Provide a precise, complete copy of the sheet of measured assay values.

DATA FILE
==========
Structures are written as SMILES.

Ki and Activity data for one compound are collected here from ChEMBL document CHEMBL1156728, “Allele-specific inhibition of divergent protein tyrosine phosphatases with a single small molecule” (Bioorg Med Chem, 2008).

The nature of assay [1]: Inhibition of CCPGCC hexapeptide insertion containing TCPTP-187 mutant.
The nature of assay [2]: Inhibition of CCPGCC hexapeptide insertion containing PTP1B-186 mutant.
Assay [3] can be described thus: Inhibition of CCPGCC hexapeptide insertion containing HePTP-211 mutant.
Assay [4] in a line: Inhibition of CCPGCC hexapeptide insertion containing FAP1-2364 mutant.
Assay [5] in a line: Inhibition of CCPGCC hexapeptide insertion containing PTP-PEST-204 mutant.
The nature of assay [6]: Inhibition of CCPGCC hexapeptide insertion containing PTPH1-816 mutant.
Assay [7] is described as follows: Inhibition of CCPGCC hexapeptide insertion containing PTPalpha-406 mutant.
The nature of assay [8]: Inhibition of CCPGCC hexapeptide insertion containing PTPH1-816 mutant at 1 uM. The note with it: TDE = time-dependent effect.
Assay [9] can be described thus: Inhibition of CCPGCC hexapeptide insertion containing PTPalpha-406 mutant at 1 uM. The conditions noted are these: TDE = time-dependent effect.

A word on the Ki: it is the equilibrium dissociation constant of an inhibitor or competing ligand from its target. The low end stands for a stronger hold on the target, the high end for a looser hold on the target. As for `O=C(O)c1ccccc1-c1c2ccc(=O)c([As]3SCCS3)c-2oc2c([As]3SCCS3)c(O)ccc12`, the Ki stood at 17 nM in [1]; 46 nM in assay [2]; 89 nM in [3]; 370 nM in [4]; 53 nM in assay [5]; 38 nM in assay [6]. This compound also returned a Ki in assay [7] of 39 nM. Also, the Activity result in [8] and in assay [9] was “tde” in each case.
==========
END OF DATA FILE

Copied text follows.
Structures are written as SMILES.

Ki and Activity data for one compound are collected here from ChEMBL document CHEMBL1156728, “Allele-specific inhibition of divergent protein tyrosine phosphatases with a single small molecule” (Bioorg Med Chem, 2008).

The nature of assay [1]: Inhibition of CCPGCC hexapeptide insertion containing TCPTP-187 mutant.
The nature of assay [2]: Inhibition of CCPGCC hexapeptide insertion containing PTP1B-186 mutant.
Assay [3] can be described thus: Inhibition of CCPGCC hexapeptide insertion containing HePTP-211 mutant.
Assay [4] in a line: Inhibition of CCPGCC hexapeptide insertion containing FAP1-2364 mutant.
Assay [5] in a line: Inhibition of CCPGCC hexapeptide insertion containing PTP-PEST-204 mutant.
The nature of assay [6]: Inhibition of CCPGCC hexapeptide insertion containing PTPH1-816 mutant.
Assay [7] is described as follows: Inhibition of CCPGCC hexapeptide insertion containing PTPalpha-406 mutant.
The nature of assay [8]: Inhibition of CCPGCC hexapeptide insertion containing PTPH1-816 mutant at 1 uM. The note with it: TDE = time-dependent effect.
Assay [9] can be described thus: Inhibition of CCPGCC hexapeptide insertion containing PTPalpha-406 mutant at 1 uM. The conditions noted are these: TDE = time-dependent effect.

A word on the Ki: it is the equilibrium dissociation constant of an inhibitor or competing ligand from its target. The low end stands for a stronger hold on the target, the high end for a looser hold on the target. As for `O=C(O)c1ccccc1-c1c2ccc(=O)c([As]3SCCS3)c-2oc2c([As]3SCCS3)c(O)ccc12`, the Ki stood at 17 nM in [1]; 46 nM in assay [2]; 89 nM in [3]; 370 nM in [4]; 53 nM in assay [5]; 38 nM in assay [6]. This compound also returned a Ki in assay [7] of 39 nM. Also, the Activity result in [8] and in assay [9] was “tde” in each case.